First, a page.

Congressional Spenders Ignore Deepening Government Waste
To get a handle on how out of control federal spending has become, consider this: It surged to $30,000 per household in 2009. That's up from $21,000 (adjusted for inflation) in the 1980s and '90s. Yet rather than cut back, Congress plans to spend even more.
Lawmakers want an additional 11 percent domestic discretionary spending hike in 2010, as well as an expensive new health care entitlement. In the absence of spending restraint, closing these budget deficits would require permanent tax increases exceeding $8,000 per household.
This is absurd. Instead, Congress should reform Social Security and Medicare, eliminate outdated programs, and take back unspent stimulus and financial bailout funds. They could at least build budgetary credibility with the American people by cutting indefensible government waste, such as the following examples:
- Washington spends $92 billion annually on corporate welfare (not even counting recent corporate bailouts) versus $71 billion on homeland security.
- The federal government made at least $72 billion in payment errors in 2008.
- Washington spends $25 billion annually maintaining unused or vacant federal properties.
- Government auditors spent the last five years examining all federal programs and found no evidence that 22 percent of them -- costing taxpayers a total of $123 billion annually -- help the populations they serve.
- The Congressional Budget Office published a "Budget Options" series identifying more than $100 billion in potential spending cuts. It went largely ignored.
- Government auditors examining wasteful duplication counted 342 economic development programs; 130 programs serving the disabled; 130 programs serving at-risk youth; and 90 early childhood development programs.
- Washington will spend $2.6 million training Chinese prostitutes to drink more responsibly on the job.
- The Securities and Exchange Commission spent $3.9 million rearranging desks and offices at its Washington headquarters.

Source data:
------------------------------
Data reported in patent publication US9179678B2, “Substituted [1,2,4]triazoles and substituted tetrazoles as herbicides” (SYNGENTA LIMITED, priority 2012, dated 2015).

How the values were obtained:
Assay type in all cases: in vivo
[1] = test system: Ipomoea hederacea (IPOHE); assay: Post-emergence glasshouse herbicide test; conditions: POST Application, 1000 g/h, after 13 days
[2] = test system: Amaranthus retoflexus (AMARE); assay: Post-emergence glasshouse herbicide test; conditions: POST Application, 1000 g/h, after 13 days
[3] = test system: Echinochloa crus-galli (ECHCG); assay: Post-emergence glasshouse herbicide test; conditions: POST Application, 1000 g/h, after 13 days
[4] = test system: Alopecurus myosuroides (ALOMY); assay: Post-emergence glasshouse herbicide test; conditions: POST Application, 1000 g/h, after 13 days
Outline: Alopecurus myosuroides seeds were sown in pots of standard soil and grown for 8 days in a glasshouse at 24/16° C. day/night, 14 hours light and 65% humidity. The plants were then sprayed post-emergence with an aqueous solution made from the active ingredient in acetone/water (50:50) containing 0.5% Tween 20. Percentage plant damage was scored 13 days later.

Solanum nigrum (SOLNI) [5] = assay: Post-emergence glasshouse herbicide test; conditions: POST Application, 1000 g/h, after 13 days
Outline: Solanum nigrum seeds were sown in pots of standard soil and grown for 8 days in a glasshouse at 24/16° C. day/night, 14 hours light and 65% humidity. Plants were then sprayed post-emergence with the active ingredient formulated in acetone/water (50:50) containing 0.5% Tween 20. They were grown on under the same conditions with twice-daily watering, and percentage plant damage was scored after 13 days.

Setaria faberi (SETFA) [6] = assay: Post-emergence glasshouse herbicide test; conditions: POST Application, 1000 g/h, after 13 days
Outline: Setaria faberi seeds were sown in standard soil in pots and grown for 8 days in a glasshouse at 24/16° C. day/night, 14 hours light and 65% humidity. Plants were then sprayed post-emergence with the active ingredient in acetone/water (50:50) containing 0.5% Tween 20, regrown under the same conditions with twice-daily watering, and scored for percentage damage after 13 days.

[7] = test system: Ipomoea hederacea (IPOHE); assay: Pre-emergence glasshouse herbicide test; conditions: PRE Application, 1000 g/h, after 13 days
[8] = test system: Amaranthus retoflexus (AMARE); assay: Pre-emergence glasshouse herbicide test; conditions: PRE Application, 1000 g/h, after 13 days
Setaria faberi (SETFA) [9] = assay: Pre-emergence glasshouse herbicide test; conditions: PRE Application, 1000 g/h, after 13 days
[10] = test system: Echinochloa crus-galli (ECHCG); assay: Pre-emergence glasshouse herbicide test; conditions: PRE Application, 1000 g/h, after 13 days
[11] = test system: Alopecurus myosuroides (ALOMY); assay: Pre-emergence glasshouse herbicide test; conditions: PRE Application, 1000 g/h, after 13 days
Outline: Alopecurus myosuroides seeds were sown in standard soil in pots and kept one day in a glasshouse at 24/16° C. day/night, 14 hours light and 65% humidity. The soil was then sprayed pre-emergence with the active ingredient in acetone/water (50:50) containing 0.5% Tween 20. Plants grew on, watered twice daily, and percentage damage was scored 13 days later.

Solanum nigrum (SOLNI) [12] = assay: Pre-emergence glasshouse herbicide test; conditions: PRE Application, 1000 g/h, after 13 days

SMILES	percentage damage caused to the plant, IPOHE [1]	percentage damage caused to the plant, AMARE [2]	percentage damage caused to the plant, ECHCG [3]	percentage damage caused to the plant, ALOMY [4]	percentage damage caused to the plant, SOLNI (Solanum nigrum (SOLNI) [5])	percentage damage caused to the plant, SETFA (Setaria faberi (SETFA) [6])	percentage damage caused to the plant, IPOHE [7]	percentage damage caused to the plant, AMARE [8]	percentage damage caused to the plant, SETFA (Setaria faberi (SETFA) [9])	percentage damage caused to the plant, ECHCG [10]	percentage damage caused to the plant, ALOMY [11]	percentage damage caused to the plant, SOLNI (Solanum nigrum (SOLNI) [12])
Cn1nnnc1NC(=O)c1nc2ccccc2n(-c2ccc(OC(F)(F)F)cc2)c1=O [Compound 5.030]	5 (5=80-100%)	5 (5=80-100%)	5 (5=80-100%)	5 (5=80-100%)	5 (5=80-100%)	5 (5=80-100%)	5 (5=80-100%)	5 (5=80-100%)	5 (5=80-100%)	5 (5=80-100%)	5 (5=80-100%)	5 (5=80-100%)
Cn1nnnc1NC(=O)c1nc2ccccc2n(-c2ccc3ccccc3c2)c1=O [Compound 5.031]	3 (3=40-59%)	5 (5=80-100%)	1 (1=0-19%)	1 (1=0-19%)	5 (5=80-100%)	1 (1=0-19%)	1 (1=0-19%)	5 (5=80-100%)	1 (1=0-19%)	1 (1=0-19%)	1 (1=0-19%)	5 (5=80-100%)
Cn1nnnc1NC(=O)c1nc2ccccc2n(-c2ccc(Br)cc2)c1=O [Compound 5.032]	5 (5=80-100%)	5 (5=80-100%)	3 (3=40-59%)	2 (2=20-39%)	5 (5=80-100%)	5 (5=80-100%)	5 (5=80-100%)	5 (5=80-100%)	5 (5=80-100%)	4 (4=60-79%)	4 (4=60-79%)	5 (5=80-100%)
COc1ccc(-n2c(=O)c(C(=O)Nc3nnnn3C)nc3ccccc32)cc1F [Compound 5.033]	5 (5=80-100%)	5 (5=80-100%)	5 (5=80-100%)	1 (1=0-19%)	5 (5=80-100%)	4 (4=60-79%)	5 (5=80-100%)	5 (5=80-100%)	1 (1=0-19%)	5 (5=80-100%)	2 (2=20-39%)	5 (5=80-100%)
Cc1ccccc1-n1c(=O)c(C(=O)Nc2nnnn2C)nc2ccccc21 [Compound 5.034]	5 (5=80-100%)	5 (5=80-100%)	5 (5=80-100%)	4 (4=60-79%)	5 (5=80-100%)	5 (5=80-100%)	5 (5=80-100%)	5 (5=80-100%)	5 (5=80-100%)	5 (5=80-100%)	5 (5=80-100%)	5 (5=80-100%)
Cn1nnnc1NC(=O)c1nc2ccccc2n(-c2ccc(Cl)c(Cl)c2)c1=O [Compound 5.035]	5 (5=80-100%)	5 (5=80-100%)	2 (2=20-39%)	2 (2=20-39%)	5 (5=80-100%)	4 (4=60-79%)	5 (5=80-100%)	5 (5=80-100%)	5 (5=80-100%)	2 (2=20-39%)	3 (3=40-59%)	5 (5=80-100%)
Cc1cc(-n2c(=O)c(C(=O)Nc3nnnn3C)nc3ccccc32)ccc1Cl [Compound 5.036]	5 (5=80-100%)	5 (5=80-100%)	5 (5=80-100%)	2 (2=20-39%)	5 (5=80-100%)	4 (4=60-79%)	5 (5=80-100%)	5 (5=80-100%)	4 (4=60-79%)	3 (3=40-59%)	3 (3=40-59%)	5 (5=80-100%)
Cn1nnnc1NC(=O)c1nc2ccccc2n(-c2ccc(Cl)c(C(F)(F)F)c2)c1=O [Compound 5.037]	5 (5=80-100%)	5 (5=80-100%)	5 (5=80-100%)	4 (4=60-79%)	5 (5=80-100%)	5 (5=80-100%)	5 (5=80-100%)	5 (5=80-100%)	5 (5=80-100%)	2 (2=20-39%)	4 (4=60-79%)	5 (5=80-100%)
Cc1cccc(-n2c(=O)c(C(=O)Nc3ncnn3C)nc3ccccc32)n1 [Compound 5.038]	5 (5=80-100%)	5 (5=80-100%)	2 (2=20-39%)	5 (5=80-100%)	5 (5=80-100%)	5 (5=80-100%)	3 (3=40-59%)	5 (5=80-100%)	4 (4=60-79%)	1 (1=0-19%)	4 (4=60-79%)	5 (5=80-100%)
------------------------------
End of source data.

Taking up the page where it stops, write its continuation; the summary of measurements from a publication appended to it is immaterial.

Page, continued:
- The Pentagon spent $998,798 shipping two 19-cent washers from South Carolina to Texas, and $293,451 sending an 89-cent washer from South Carolina to Florida.
- A government audit classified nearly half of all purchases on government credit cards as improper, fraudulent or embezzled. Examples of taxpayer-funded purchases include gambling, mortgage payments, liquor, lingerie, iPods, Xboxes, jewelry, Internet dating services and Hawaiian vacations.
- Health care fraud is estimated to cost taxpayers more than $60 billion annually.
- A government audit found that 95 Pentagon weapons systems suffered from a combined $295 billion in cost overruns.
- The refusal of many federal employees to fly coach costs taxpayers $146 million annually in flight upgrades.
- Washington spent $126 million in 2009 to enhance the Kennedy family legacy in Massachusetts. Additionally, Sen. John Kerry, D-Mass., diverted $20 million from the 2010 defense budget to subsidize a new Edward M. Kennedy Institute.
- The federal government owns more than 50,000 vacant homes.
- The Federal Communications Commission spent $350,000 to sponsor NASCAR driver David Gilliland.
- Taxpayers are funding paintings of high-ranking government officials at a cost of up to $50,000 apiece.
- Members of Congress have spent hundreds of thousands of taxpayer dollars supplying their offices with popcorn machines, plasma televisions, DVD equipment, ionic air fresheners, camcorders and signature machines -- plus $24,730 leasing a Lexus, $1,434 on a digital camera, and $84,000 on personalized calendars.
- Washington has spent $3 billion re-sanding beaches -- even as this new sand washes back into the ocean.
- Last year's 10,160 earmarks included $200,000 for a tattoo-removal program in Mission Hills, Calif.; $190,000 for the Buffalo Bill Historical Center in Cody, Wyo.; and $75,000 for the Totally Teen Zone in Albany, Ga.
- The debt-ridden Postal Service spent $13,500 on one dinner at a Ruth's Chris Steakhouse, including "over 200 appetizers and over $3,000 of alcohol, including more than 40 bottles of wine costing more than $50 each and brand-name liquor such as Courvoisier, Belvedere and Johnny Walker Gold." The 81 guests consumed an average of $167 worth of food and drink apiece.
President Obama and Congress have no right to demand higher taxes from the American people until they first clean up this wasteful spending. And taxpayers should ask themselves whether it is wise to entrust wasteful Washington with more power over their health care.
Everyone else is tightening their belts. Now it's Congress' turn.
Brian M. Riedl is Grover M. Hermann Fellow in Federal Budgetary Affairs in the Thomas A. Roe Institute for Economic Policy Studies at The Heritage Foundation.
Distributed Nationally on the McClatchy-Tribune Wire